03 Dec Droning over Chicago
Inspection of the Iconic Crown Fountain by Drone
Embracing technology – just because you can, doesn’t necessarily mean you should.
I’ve been waiting for an opportunity to use a drone for something or another for at least a decade. I’m an early adopter of technology (particularly all things Apple), but I’m also very finicky. That is, the technology must be functional. It must work in some fashion to either further a larger goal within a system (i.e. a component on the space shuttle) or add value in some other way, either functionally or in terms of quality of life (like my Apple watch).
Albert Einstein had a deeply profound saying which is one of the guiding principles of Chicago Corrosion Group and our unique vendor-neutral consulting model, “Everything should be made as simple as possible, but not simpler.”
I remember about a decade ago, while attending a professional conference on corrosion, and chatting with a number of raw material suppliers for the paint and coatings industry. These individuals would be the equivalent of steel or aluminum producers for auto makers or aerospace, so they didn’t produce finished products, rather they made the base products that are used by all paint and coating companies.
I had brought up to the group of five or so how amazing it was that new products were coming out all the time, and I asked, “How new are these products really?”
They all kind of chuckled and started to try to explain these “new” characteristics.
I finally said, “Do you know what would happen to the industry if no new products were introduced for the next 20 years?” They all looked at me expectantly, before I responded, “Nothing. Not a darn thing.”
They were not pleased – but my comment and observation was apt. The “newness” of these various products, from my perspective, did not necessarily fall into the category of what most people would think of as new and, more importantly, there was an implication that ‘new’ correlates with ‘better’ – which we all know is sometimes the case, but not always.
In the consumer world, it’s up to consumer to heed the ancient phrase “caveat emptor” (buyer beware). In the industrial and commercial world, it’s up to the owner to do the same – or, alternatively, hire those with the technical background and high level of integrity to protect their interests and resources.
Case in point: CCG had been evaluating issues associated with all of the various systems associated with The Crown Fountain in Millennium Park. Most areas were accessible, but evaluation of the roof proved challenging.
Of course there was a roof hatch, accessible from the interior of the towers, and usable for sticking your head out and peering around, like a tentative baby bird peering out of its nest, but climbing out onto roof was dangerous, and use a manlift to get above the 50’ towers, was prohibitive due to the cost and the weight constraints of the relatively delicate pavers at the base of the feature.
This brings me to the coolest text I ever sent: “Hey Dan, did you contact the team about the schedule for the upcoming drone inspection?”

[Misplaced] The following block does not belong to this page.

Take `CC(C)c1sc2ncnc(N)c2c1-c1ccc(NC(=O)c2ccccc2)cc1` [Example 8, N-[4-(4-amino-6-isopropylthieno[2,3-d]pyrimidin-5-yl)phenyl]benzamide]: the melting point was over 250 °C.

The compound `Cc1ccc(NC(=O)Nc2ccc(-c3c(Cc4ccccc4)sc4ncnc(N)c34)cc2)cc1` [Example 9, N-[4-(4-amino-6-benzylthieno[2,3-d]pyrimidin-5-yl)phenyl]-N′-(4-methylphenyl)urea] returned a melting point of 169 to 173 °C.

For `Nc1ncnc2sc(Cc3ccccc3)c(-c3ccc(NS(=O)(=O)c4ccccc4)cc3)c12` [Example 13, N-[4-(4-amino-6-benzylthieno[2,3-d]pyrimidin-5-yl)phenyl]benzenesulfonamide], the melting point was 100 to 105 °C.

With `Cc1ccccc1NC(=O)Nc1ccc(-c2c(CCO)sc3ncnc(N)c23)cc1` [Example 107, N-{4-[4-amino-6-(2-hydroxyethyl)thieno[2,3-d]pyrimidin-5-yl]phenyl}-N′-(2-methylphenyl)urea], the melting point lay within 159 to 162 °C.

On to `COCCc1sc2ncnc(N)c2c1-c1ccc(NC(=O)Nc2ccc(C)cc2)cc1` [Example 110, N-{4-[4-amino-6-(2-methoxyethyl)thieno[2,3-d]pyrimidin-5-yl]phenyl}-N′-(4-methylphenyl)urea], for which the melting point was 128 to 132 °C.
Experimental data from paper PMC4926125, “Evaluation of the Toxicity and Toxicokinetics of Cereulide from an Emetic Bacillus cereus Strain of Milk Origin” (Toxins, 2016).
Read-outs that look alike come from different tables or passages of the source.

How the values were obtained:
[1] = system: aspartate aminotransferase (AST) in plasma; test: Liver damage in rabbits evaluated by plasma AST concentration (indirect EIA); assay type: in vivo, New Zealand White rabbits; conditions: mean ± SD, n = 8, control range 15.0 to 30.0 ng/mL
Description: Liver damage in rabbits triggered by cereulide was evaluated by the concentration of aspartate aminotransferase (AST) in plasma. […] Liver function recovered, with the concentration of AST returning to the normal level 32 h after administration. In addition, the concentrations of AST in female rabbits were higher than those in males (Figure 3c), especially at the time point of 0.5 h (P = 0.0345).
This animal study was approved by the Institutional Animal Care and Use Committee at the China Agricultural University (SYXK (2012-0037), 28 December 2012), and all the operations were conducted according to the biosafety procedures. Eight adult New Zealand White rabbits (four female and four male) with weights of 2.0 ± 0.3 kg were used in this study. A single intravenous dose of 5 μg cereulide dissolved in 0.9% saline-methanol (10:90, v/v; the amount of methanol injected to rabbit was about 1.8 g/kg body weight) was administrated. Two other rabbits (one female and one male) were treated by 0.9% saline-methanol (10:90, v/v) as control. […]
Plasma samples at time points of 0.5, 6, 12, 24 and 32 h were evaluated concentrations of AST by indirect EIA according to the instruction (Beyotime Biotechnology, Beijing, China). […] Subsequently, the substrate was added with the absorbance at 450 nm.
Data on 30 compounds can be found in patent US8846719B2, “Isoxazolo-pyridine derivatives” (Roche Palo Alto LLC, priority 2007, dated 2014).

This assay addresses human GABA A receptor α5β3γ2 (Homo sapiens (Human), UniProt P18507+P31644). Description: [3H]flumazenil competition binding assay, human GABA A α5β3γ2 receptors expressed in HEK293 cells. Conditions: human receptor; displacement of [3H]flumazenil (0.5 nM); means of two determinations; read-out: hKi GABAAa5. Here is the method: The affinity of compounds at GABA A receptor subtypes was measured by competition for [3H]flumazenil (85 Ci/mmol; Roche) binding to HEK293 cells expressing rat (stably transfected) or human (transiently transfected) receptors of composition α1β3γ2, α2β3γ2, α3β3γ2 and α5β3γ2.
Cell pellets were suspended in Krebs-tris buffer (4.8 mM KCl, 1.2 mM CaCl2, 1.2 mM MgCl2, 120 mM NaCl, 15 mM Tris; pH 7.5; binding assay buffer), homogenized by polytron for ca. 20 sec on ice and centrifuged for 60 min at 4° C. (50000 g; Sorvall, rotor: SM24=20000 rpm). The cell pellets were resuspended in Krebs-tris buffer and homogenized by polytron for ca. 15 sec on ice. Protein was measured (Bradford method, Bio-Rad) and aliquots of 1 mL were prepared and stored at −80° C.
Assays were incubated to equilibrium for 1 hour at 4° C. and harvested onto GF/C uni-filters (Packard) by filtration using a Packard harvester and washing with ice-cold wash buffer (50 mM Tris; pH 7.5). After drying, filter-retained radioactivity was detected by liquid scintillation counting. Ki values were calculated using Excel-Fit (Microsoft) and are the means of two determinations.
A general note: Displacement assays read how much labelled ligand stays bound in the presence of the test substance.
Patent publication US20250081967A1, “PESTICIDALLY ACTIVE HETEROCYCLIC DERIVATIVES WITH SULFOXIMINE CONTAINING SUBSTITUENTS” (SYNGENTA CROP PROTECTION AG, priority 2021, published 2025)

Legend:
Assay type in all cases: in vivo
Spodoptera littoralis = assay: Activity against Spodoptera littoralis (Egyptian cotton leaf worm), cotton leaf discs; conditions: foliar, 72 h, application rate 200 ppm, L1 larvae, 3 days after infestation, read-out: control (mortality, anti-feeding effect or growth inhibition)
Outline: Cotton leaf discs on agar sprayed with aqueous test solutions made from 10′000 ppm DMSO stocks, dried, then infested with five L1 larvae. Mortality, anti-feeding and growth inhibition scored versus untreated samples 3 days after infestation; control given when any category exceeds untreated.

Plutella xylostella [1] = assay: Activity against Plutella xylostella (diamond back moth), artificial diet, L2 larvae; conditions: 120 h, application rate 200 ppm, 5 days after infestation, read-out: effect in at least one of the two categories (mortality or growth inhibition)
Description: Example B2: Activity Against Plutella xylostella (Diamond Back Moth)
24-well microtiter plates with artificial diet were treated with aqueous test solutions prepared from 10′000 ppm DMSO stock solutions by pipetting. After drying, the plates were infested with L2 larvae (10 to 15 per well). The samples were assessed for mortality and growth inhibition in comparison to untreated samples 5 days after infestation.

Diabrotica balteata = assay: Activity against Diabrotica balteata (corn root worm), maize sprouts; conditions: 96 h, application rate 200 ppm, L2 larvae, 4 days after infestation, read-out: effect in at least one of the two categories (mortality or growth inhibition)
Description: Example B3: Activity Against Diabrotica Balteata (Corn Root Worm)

I know, it’s not much, but then again – I don’t get out much.
Send in the Drones:
Drones are increasingly newsworthy nowadays, and I’ve been fascinated with them for decades. In fact, several years ago I was speaking at a conference for chemical manufacturers and suppliers – this was one of only a handful of times when I showed up late to an event, however the FBI kindly agreed to switch slots with me. This allowed me to open my speech with, “I’m not sure how everyone got the time wrong with my speech, but I’m glad you all got it figured out.” The the crowd at first was silent, and then laughed – saving me from additional humiliation.
The FBI presentation was fascinating and specifically dealt with how chemical companies should start to be aware of threats from drones. The talk was mostly about awareness, and some very cool technology to physically interdict drones, using various devices.
Back to the Crown Fountain, we had finally found a perfect use for a drone that would cost our client a small fraction of any other alternative in terms of inspection value – and provide exactly the type of data we needed.
The state of the art of drones is simply mindboggling. Our pilot (yes, a pilot who was required to hold an FAA license) was one of the first drone pilots in the Midwest, and whose skill was sublime (see picture of author with drone hovering nearby). I asked him how many times a drone had failed in the past decade. He said only a handful, and none in the past several years, as drone technology has improved exponentially.
In addition to the mechanical reliability, the cameras and internal stability of the drones provided a platform as solid as if the camera was mounted on a tripod on the ground.
There are few things more professionally satisfying to me then when CCG can bring new technology to a client which provides unique value and saves substantial resources. And this was one of them.
Use of the drone saved the client a small fortune. And it was safe. No one was 50’ in the air, and tethered to a lift. No one had to try to move a lift around the base of the fountain, on the delicate pavers. And it was fast. The survey of both towers took less than two hours. And the deliverables, photos and videos, were better quality than any hand-held camera from a lift or scaffolding.
Einstein would have been proud.